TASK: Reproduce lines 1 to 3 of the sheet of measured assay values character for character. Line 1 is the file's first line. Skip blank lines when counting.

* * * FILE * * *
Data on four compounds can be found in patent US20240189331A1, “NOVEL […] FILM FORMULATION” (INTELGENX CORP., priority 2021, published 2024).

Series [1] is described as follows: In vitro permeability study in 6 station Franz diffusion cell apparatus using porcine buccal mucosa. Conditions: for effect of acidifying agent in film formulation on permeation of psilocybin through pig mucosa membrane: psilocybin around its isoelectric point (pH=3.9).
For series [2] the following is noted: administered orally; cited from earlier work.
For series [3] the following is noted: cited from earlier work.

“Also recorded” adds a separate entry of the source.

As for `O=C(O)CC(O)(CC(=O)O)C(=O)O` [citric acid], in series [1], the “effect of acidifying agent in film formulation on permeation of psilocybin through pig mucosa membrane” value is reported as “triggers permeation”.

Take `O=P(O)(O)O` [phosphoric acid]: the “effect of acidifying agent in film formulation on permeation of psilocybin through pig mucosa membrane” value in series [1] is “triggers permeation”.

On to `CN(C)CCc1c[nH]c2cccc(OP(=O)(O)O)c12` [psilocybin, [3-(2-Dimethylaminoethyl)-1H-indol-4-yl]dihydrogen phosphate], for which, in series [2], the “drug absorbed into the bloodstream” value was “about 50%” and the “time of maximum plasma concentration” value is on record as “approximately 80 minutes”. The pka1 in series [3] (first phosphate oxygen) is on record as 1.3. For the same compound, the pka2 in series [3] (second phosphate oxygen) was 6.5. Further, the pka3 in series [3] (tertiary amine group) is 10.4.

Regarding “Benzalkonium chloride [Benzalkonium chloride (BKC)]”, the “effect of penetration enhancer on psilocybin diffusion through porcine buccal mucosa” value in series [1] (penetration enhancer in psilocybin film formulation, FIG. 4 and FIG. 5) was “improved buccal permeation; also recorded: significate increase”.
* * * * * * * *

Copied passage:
Data on four compounds can be found in patent US20240189331A1, “NOVEL […] FILM FORMULATION” (INTELGENX CORP., priority 2021, published 2024).

Series [1] is described as follows: In vitro permeability study in 6 station Franz diffusion cell apparatus using porcine buccal mucosa. Conditions: for effect of acidifying agent in film formulation on permeation of psilocybin through pig mucosa membrane: psilocybin around its isoelectric point (pH=3.9).
For series [2] the following is noted: administered orally; cited from earlier work.